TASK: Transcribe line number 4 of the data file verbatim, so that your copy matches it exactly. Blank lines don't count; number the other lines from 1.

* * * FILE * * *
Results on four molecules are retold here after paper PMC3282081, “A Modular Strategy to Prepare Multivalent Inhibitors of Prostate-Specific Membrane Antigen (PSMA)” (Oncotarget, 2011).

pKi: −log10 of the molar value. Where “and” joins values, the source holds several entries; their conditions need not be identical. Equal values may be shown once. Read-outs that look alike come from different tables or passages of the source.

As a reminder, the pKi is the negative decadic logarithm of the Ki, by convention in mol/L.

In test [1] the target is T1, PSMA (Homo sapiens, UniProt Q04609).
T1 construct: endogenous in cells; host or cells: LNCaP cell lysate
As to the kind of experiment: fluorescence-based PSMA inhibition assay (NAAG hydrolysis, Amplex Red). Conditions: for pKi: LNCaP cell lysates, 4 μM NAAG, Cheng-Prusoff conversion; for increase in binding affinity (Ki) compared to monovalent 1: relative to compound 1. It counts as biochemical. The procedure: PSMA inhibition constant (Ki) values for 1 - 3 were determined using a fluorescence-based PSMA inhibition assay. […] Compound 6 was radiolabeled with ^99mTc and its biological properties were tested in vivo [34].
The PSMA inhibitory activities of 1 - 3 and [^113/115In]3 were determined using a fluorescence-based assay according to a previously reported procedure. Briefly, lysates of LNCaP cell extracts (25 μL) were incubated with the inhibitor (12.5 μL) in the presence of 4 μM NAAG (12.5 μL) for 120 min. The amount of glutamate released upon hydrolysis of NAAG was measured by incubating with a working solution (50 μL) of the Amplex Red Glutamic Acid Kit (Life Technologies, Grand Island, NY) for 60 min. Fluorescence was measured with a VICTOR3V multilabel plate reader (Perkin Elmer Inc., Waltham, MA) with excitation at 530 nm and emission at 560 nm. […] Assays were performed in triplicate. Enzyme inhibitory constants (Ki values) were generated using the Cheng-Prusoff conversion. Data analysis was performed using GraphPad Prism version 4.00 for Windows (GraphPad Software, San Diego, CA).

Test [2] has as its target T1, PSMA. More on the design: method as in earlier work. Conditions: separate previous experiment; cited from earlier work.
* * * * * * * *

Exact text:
In test [1] the target is T1, PSMA (Homo sapiens, UniProt Q04609).